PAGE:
Dismay, outrage at AIG justified

Does company not know how lucky it was?

By The Mercury

AIG’s current ad campaign — the one in which employees thank the American public for its assistance, point out that the money has been repaid with a profit for taxpayers and tout some good things the company is doing these days — wasn’t especially credible even before it became known that the company might join a lawsuit against the federal government.

Rather, the ad called to mind BP ads that talk up the company’s contributions to the Gulf Coast and all but ignore the devastation its oil spill caused. As for AIG, its gratitude for the massive bailout in 2008 that kept it from collapse because of massive losses on mortgage-backed securities and other toxic assets doesn’t extend beyond the smiling faces in its TV ads.

AIG’s board of directors is to consider several options today and announce a decision by the end of the month. The lawsuit, filed more than a year ago by another investment firm on behalf of AIG shareholders, seeks $25 billion.

We hope AIG board members recognize that without the government and taxpayers, their company would have gone bankrupt. When AIG went to the government for assistance in September 2008 — the day after Lehman Brothers went bankrupt — AIG was out of options. It could not get money anywhere else. That company officials wanted a better deal than the government offered only underscores their conceit.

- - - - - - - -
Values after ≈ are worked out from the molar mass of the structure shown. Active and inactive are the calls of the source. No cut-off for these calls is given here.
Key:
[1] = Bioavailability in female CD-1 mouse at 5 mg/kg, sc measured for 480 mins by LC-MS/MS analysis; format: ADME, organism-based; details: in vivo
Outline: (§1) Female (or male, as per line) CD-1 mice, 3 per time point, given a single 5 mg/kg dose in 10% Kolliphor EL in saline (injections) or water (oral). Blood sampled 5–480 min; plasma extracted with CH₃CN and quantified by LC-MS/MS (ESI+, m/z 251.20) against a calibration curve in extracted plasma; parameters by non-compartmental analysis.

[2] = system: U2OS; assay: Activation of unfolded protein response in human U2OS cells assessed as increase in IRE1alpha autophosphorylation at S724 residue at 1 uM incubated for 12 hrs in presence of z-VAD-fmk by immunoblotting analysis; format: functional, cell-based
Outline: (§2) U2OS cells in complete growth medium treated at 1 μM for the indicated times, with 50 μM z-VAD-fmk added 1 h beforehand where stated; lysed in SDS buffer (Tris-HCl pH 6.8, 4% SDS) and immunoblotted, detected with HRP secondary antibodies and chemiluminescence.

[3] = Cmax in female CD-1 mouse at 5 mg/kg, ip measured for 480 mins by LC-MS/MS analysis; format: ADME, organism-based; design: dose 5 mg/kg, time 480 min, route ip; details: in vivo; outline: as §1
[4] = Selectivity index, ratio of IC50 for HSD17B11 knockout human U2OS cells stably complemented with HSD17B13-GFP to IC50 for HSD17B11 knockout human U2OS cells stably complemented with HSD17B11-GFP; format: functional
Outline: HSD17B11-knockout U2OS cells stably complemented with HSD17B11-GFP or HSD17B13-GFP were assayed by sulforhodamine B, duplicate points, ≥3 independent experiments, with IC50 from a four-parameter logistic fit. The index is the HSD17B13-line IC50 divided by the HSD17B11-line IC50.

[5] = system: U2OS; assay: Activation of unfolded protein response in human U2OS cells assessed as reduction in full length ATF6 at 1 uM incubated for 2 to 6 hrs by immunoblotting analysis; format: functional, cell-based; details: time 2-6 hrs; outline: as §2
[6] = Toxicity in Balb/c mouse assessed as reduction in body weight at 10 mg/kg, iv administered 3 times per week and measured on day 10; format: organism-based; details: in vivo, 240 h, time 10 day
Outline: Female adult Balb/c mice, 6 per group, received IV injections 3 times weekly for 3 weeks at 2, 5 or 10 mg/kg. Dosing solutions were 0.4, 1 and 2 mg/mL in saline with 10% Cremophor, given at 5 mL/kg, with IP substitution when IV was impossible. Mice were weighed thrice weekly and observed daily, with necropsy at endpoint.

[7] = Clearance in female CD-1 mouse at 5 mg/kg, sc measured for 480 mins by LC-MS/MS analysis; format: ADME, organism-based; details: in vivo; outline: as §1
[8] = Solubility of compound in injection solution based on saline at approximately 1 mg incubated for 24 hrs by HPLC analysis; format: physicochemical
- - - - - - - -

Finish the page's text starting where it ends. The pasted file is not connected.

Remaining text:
AIG’s reckless operations did more than jeopardize the company and betray shareholders, they compromised the entire financial system. The $182 billion rescue package extended to AIG was the largest of any of the Wall Street bailouts. While some sympathy for its shareholders is reasonable — AIG misled them — the suggestion that the government didn’t provide them adequate compensation in the bailout is not. Risks, including the risk that a company might fail, are inherent in the investments shareholders make.

As for AIG’s gall, Reps. Peter Welch of Vermont and Michael Capuano of Massachusetts put it well in describing the company as the “poster child” for Wall Street greed and mismanagement. In a letter to AIG Chairman Robert Miller, the two say, “Now, AIG apparently seeks to become the poster company for corporate ingratitude and chutzpah.”

Added Massachusetts Sen. Elizabeth Warren: “Taxpayers across this country saved AIG from ruin, and it would be outrageous for this company to turn around and sue the federal government because they think the deal wasn’t generous enough…”

We agree; $182 billion is more than enough corporate welfare for one company.

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